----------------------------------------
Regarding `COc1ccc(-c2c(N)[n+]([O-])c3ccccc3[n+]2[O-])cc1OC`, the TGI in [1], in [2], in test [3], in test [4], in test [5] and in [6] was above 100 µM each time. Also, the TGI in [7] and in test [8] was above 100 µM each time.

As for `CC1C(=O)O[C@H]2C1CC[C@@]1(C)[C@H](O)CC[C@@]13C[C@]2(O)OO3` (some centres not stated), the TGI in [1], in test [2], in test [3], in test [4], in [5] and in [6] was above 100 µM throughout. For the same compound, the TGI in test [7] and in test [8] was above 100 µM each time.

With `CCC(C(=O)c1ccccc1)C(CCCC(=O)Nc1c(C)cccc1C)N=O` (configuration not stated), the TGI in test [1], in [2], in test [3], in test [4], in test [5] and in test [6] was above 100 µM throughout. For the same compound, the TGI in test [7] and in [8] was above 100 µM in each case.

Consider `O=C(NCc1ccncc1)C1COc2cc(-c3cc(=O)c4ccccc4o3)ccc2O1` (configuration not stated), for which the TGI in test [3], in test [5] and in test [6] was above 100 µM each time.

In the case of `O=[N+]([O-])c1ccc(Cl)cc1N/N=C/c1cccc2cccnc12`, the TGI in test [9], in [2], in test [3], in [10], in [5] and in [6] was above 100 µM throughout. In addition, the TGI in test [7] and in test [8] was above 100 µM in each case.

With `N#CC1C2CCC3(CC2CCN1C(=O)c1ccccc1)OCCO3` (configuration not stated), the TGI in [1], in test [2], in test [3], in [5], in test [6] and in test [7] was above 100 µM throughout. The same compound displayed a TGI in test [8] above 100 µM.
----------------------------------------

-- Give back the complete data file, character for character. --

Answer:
Regarding `COc1ccc(-c2c(N)[n+]([O-])c3ccccc3[n+]2[O-])cc1OC`, the TGI in [1], in [2], in test [3], in test [4], in test [5] and in [6] was above 100 µM each time. Also, the TGI in [7] and in test [8] was above 100 µM each time.

As for `CC1C(=O)O[C@H]2C1CC[C@@]1(C)[C@H](O)CC[C@@]13C[C@]2(O)OO3` (some centres not stated), the TGI in [1], in test [2], in test [3], in test [4], in [5] and in [6] was above 100 µM throughout. For the same compound, the TGI in test [7] and in test [8] was above 100 µM each time.

With `CCC(C(=O)c1ccccc1)C(CCCC(=O)Nc1c(C)cccc1C)N=O` (configuration not stated), the TGI in test [1], in [2], in test [3], in test [4], in test [5] and in test [6] was above 100 µM throughout. For the same compound, the TGI in test [7] and in [8] was above 100 µM in each case.

Consider `O=C(NCc1ccncc1)C1COc2cc(-c3cc(=O)c4ccccc4o3)ccc2O1` (configuration not stated), for which the TGI in test [3], in test [5] and in test [6] was above 100 µM each time.

In the case of `O=[N+]([O-])c1ccc(Cl)cc1N/N=C/c1cccc2cccnc12`, the TGI in test [9], in [2], in test [3], in [10], in [5] and in [6] was above 100 µM throughout. In addition, the TGI in test [7] and in test [8] was above 100 µM in each case.

With `N#CC1C2CCC3(CC2CCN1C(=O)c1ccccc1)OCCO3` (configuration not stated), the TGI in [1], in test [2], in test [3], in [5], in test [6] and in test [7] was above 100 µM throughout. The same compound displayed a TGI in test [8] above 100 µM.